“Whenever you’re perceived to be middle aged, you’re perceived to have family issues, menopause-related issues, or you’re just difficult to manage,” Diehl continued.
“As they do grow older and more mature in their careers, [women] lose some of the fear of speaking their mind. And certain men don’t like that.”
These kinds of invalidating comments can also come from a place of wanting to keep women below men.
“As they do grow older and more mature in their careers, [women] lose some of the fear of speaking their mind. And certain men don’t like that,” Diehl said. “Men will allow women into the workplace ... and will be supportive of women in the workplace to the extent that women are compliant, supportive of the men, and they don’t push back.”
Nancy Hanks, a senior partner at a management consultant organization, said the survey’s findings align with her experiences. Hanks said there were times that her expertise was discounted when she was an elementary school principal at age 29. But she said it is still taking place in her early 40s, in a different way.
“When you’re in rooms and you’re more willing to speak up for yourself, you’re more willing to be seen to take up space. You’re just a more confident leader. Sometimes that can be very intimidating, right?” Hanks said.
“It’s kind of a dirty little trick. I’ve become more confident, I’ve become more established and maybe more experienced, but now that is seen as a threat or as a negative,’” Hanks added.
Systemic changes need to happen to fix gendered ageism in the workplace.
To stop pervasive gendered ageism against women, it is going to take everyone’s effort to call out when it’s happening and to make it clear that it is not an acceptable workplace norm.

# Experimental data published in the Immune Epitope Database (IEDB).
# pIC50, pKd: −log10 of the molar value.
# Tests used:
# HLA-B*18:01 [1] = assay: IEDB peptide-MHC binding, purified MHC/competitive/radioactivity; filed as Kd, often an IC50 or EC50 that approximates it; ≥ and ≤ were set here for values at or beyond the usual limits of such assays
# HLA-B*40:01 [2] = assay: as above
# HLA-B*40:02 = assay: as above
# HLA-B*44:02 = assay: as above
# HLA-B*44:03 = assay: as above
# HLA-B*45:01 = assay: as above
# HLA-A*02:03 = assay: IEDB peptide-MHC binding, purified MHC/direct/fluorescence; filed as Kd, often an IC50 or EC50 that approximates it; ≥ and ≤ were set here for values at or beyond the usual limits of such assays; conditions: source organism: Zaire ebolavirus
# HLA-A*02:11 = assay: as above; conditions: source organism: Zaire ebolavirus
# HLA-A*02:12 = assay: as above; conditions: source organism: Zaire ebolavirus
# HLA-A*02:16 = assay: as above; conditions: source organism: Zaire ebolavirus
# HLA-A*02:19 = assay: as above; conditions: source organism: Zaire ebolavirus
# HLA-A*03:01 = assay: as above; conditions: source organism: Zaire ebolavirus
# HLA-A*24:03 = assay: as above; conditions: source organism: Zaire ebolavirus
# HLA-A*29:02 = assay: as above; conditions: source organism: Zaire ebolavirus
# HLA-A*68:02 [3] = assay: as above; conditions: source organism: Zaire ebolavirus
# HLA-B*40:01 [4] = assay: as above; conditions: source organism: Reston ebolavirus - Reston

Diehl cited the search committee story, in which the middle-aged women candidates whose experiences were discounted were not in the room to push back for themselves, as an example of this.
“The allies need to stand up in the moment and say, ‘Hey, that’s not right. We shouldn’t be discounting this person, because of their age or because they have family responsibilities,’” she said.
“There was always an age-based excuse to not take women seriously, to discount their opinions, or to not hire or promote them.”
Hanks advises employees and leaders to take ageism seriously as a form of discrimination.
“The fact that we’ve been able to talk about it so casually and make jokes about it, I think actually puts us in a really dangerous place,” Hanks said. “Anything that categorizes us, anything that allows us to make ... assumptions, anything that allows us to build on existing biases, is going to be really hard. And we know it’s going to be double hard for people who are already in the margins.”
Stephenson noted that the onus is not on women to address gendered ageism but that it’s helpful for middle-aged and older women to remember their value — because age discrimination can make them feel as though their contributions are no longer relevant.
“We do add value. What does that value look like for each of us ... individually? Understanding that is powerful,” she said.